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Empirical evidence of bias in treatment effect estimates in controlled trials with different interventions and outcomes: meta-epidemiological study

BMJ 2008; 336 doi: (Published 13 March 2008) Cite this as: BMJ 2008;336:601
  1. Lesley Wood, research student1,
  2. Matthias Egger, head of department and professor of epidemiology and public health2,
  3. Lise Lotte Gluud, senior registrar3,
  4. Kenneth F Schulz, vice president of quantitative sciences and clinical professor4,
  5. Peter Jüni, head of division and reader in clinical epidemiology2,
  6. Douglas G Altman, director and professor of statistics in medicine5,
  7. Christian Gluud, head of department3,
  8. Richard M Martin, reader in clinical epidemiology1,
  9. Anthony J G Wood, research assistant1,
  10. Jonathan A C Sterne, professor of medical statistics and epidemiology1
  1. 1Department of Social Medicine, University of Bristol, Bristol BS8 2PR
  2. 2Institute of Social and Preventive Medicine (ISPM), University of Bern, Switzerland
  3. 3Copenhagen Trial Unit, Centre for Clinical Intervention Research, Rigshospitalet, Copenhagen University Hospital, Copenhagen, Denmark
  4. 4Family Health International and Department of Obstetrics and Gynaecology, School of Medicine, University of North Carolina at Chapel Hill, NC, USA
  5. 5Centre for Statistics in Medicine, Oxford, UK
  1. Correspondence to: J A C Sterne jonathan.sterne{at}
  • Accepted 19 December 2007


Objective To examine whether the association of inadequate or unclear allocation concealment and lack of blinding with biased estimates of intervention effects varies with the nature of the intervention or outcome.

Design Combined analysis of data from three meta-epidemiological studies based on collections of meta-analyses.

Data sources 146 meta-analyses including 1346 trials examining a wide range of interventions and outcomes.

Main outcome measures Ratios of odds ratios quantifying the degree of bias associated with inadequate or unclear allocation concealment, and lack of blinding, for trials with different types of intervention and outcome. A ratio of odds ratios <1 implies that inadequately concealed or non-blinded trials exaggerate intervention effect estimates.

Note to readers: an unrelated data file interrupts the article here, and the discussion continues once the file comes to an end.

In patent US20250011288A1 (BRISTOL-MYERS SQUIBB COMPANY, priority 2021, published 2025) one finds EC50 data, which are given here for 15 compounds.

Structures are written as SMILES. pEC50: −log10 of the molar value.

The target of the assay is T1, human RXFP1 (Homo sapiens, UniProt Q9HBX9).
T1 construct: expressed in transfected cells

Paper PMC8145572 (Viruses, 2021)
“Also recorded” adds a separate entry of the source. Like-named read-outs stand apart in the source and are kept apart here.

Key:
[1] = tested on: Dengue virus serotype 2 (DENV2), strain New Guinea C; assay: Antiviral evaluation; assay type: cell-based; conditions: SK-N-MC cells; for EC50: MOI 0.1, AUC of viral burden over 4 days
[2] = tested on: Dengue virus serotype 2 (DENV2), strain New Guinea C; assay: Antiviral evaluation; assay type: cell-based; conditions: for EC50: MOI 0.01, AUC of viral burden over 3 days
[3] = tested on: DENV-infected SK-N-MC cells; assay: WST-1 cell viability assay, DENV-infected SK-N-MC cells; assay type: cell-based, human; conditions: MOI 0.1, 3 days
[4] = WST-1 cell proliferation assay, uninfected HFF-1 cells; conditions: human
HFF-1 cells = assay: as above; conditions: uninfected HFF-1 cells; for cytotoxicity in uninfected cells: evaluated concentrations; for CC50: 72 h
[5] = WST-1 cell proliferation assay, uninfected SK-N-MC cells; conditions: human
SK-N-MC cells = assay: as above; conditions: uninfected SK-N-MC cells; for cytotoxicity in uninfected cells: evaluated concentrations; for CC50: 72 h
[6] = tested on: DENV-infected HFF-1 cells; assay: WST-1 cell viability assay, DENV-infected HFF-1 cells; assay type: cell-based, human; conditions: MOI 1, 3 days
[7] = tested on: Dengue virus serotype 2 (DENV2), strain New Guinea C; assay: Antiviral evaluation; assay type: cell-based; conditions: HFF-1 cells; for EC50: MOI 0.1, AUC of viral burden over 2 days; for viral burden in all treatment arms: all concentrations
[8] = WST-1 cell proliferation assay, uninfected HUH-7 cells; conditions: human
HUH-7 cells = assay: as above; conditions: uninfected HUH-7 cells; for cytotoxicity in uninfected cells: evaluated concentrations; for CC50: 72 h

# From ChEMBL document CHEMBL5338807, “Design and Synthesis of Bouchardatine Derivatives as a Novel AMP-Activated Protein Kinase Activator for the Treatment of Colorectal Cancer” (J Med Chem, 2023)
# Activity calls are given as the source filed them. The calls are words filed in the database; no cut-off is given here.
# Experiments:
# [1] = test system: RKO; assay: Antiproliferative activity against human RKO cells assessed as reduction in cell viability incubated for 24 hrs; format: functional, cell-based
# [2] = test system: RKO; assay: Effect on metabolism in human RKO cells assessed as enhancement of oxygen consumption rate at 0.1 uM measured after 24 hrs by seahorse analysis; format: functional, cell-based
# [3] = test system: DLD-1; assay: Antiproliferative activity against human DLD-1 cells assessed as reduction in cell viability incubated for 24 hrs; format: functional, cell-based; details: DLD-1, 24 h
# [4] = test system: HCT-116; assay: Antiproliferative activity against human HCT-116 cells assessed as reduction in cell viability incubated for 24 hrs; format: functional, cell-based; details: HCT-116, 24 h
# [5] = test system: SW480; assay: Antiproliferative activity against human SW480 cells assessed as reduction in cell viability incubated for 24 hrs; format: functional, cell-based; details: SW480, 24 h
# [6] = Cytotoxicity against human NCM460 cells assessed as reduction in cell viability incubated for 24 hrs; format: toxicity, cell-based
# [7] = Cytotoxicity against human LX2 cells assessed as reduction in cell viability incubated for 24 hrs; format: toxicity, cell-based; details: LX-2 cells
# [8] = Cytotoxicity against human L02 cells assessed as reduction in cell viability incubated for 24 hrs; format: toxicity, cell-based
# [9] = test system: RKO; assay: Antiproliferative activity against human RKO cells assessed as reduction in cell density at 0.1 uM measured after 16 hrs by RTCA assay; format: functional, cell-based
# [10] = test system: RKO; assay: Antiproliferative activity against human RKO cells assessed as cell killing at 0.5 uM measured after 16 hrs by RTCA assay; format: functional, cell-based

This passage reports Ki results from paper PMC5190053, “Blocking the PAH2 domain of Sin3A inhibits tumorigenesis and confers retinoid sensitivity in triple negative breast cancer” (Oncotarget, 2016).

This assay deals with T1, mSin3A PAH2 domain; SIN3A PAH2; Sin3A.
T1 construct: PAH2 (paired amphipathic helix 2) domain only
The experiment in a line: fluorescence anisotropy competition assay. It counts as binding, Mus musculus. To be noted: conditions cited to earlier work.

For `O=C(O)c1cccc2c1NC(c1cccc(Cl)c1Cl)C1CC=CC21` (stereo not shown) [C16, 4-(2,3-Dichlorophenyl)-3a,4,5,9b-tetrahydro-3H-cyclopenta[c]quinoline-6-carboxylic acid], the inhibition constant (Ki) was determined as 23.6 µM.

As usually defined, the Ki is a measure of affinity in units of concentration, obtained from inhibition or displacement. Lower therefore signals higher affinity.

Results In trials with subjective outcomes effect estimates were exaggerated when there was inadequate or unclear allocation concealment (ratio of odds ratios 0.69 (95% CI 0.59 to 0.82)) or lack of blinding (0.75 (0.61 to 0.93)). In contrast, there was little evidence of bias in trials with objective outcomes: ratios of odds ratios 0.91 (0.80 to 1.03) for inadequate or unclear allocation concealment and 1.01 (0.92 to 1.10) for lack of blinding. There was little evidence for a difference between trials of drug and non-drug interventions. Except for trials with all cause mortality as the outcome, the magnitude of bias varied between meta-analyses.

Conclusions The average bias associated with defects in the conduct of randomised trials varies with the type of outcome. Systematic reviewers should routinely assess the risk of bias in the results of trials, and should report meta-analyses restricted to trials at low risk of bias either as the primary analysis or in conjunction with less restrictive analyses.


  • We thank all authors and funders of the meta-epidemiological studies that contributed data to the present study.

  • Contributors: LW performed data extraction, data checking, statistical analyses, and writing the first draft of the paper and contributed to the final draft of the paper. ME was responsible for study conception, contributions to study design, supervision of research, drafting the paper, and contributions to the final draft and was author of a contributing study. LLG, KFS, PJ, DGA, and CG were authors of contributing studies, contributed to the study design, performed data checking, and contributed to the final draft of the paper. RMM supervised the research and contributed to the final draft of the paper. AJGW performed data extraction and data checking and contributed to the final draft of the paper. JACS: Supervision of research, contributions to study design, author of contributing study, drafting the paper, contributions to the final draft of the paper. LW and JACS had full access to all of the study data and are guarantors for the study.

  • Funding: LW was funded by a PhD studentship from the UK Medical Research Council Health Services Research Collaboration. The MRC had no role in the design and conduct of the study; collection, management, analysis, and interpretation of the data; or preparation, review, or approval of the manuscript.

  • Competing interests: None declared.

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